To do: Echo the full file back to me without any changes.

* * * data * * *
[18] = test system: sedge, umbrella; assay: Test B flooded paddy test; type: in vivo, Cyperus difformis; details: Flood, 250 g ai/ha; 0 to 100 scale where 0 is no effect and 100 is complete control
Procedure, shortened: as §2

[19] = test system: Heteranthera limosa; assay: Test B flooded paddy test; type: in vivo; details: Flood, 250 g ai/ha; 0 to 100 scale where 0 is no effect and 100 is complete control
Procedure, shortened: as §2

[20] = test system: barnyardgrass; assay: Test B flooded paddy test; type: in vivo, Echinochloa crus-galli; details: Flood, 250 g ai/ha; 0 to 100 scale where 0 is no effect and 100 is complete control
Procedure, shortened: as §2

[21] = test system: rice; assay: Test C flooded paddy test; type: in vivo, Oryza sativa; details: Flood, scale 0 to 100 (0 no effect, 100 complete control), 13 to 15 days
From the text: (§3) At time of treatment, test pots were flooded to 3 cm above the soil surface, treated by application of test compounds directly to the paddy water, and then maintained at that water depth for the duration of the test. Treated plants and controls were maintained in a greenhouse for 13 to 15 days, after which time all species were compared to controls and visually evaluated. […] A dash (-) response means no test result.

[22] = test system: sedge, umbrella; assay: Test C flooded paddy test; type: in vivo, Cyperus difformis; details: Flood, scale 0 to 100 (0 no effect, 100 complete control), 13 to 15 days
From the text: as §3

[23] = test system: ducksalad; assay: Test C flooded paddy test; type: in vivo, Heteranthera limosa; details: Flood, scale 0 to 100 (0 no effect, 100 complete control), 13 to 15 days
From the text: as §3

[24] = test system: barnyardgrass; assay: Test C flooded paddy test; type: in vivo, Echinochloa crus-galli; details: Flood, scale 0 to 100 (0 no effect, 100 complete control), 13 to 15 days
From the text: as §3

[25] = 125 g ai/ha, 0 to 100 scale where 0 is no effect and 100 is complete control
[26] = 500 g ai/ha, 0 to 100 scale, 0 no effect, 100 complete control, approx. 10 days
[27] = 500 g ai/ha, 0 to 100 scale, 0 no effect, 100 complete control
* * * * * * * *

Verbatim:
[18] = test system: sedge, umbrella; assay: Test B flooded paddy test; type: in vivo, Cyperus difformis; details: Flood, 250 g ai/ha; 0 to 100 scale where 0 is no effect and 100 is complete control
Procedure, shortened: as §2

[19] = test system: Heteranthera limosa; assay: Test B flooded paddy test; type: in vivo; details: Flood, 250 g ai/ha; 0 to 100 scale where 0 is no effect and 100 is complete control
Procedure, shortened: as §2

[20] = test system: barnyardgrass; assay: Test B flooded paddy test; type: in vivo, Echinochloa crus-galli; details: Flood, 250 g ai/ha; 0 to 100 scale where 0 is no effect and 100 is complete control
Procedure, shortened: as §2

[21] = test system: rice; assay: Test C flooded paddy test; type: in vivo, Oryza sativa; details: Flood, scale 0 to 100 (0 no effect, 100 complete control), 13 to 15 days
From the text: (§3) At time of treatment, test pots were flooded to 3 cm above the soil surface, treated by application of test compounds directly to the paddy water, and then maintained at that water depth for the duration of the test. Treated plants and controls were maintained in a greenhouse for 13 to 15 days, after which time all species were compared to controls and visually evaluated. […] A dash (-) response means no test result.

[22] = test system: sedge, umbrella; assay: Test C flooded paddy test; type: in vivo, Cyperus difformis; details: Flood, scale 0 to 100 (0 no effect, 100 complete control), 13 to 15 days
From the text: as §3

[23] = test system: ducksalad; assay: Test C flooded paddy test; type: in vivo, Heteranthera limosa; details: Flood, scale 0 to 100 (0 no effect, 100 complete control), 13 to 15 days
From the text: as §3

[24] = test system: barnyardgrass; assay: Test C flooded paddy test; type: in vivo, Echinochloa crus-galli; details: Flood, scale 0 to 100 (0 no effect, 100 complete control), 13 to 15 days
From the text: as §3

[25] = 125 g ai/ha, 0 to 100 scale where 0 is no effect and 100 is complete control
[26] = 500 g ai/ha, 0 to 100 scale, 0 no effect, 100 complete control, approx. 10 days
[27] = 500 g ai/ha, 0 to 100 scale, 0 no effect, 100 complete control